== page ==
Sunlight shining in during the daytime is absorbed by the floor, interior walls, and objects in the room, raising their temperature to 37.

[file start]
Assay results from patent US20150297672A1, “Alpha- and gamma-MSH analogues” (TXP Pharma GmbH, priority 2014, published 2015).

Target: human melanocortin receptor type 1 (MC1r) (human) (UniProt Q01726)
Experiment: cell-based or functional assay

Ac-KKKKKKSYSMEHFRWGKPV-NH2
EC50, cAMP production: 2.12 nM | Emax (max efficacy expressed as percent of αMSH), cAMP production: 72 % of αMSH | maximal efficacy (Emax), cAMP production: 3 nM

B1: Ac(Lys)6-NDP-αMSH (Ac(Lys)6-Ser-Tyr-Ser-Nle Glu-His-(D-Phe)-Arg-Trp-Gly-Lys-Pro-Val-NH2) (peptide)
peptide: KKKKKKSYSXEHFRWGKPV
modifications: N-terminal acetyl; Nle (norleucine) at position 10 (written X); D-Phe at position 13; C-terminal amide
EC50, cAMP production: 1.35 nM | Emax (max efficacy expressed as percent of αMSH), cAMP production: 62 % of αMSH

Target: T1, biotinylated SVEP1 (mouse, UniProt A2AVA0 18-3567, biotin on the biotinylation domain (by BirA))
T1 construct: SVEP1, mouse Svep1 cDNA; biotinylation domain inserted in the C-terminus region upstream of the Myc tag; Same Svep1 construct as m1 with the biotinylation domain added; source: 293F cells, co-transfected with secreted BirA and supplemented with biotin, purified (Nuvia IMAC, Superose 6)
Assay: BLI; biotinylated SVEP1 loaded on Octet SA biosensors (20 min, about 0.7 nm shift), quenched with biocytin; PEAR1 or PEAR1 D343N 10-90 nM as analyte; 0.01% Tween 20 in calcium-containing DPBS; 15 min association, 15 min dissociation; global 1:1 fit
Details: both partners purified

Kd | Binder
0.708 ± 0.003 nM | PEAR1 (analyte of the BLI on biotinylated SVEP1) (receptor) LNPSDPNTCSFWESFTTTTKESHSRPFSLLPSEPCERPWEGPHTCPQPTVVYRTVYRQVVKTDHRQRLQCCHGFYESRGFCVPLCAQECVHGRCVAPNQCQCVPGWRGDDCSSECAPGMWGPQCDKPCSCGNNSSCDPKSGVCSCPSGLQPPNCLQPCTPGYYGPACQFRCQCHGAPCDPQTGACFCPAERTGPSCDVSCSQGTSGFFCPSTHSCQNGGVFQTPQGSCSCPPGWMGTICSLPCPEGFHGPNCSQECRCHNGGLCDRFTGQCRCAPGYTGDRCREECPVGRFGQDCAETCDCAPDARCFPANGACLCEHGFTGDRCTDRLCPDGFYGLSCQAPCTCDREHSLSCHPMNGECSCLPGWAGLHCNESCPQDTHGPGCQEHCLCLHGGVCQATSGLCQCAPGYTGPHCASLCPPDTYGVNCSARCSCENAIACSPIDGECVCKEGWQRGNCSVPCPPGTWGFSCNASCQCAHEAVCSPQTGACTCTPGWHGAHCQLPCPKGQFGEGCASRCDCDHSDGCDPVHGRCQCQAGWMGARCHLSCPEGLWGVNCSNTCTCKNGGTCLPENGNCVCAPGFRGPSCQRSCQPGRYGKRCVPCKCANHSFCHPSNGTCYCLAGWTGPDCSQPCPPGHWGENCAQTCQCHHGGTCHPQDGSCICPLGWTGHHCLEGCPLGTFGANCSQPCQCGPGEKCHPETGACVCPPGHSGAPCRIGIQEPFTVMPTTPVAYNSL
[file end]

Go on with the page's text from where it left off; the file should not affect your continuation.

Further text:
Sunlight shining in during the daytime is absorbed by the floor, interior walls, and objects in the room, raising their temperature to 37.5°C. If the house is well insulated, you may model it as losing energy by heat steadily at the rate 6 100 W on a day in July when the average exterior temperature is 4.00°C and when the conventional heating system is not used at all. During the period between 5:00 p.m. and 7:00 a.m., the temperature of the house drops and a sufficiently large “thermal mass” is required to keep it from dropping too far. The thermal mass can be a large quantity of stone (with specific heat 850 J/kg · °C) in the floor and the interior walls exposed to sunlight. What mass of stone is required if the temperature is not to drop below 18.5°C overnight?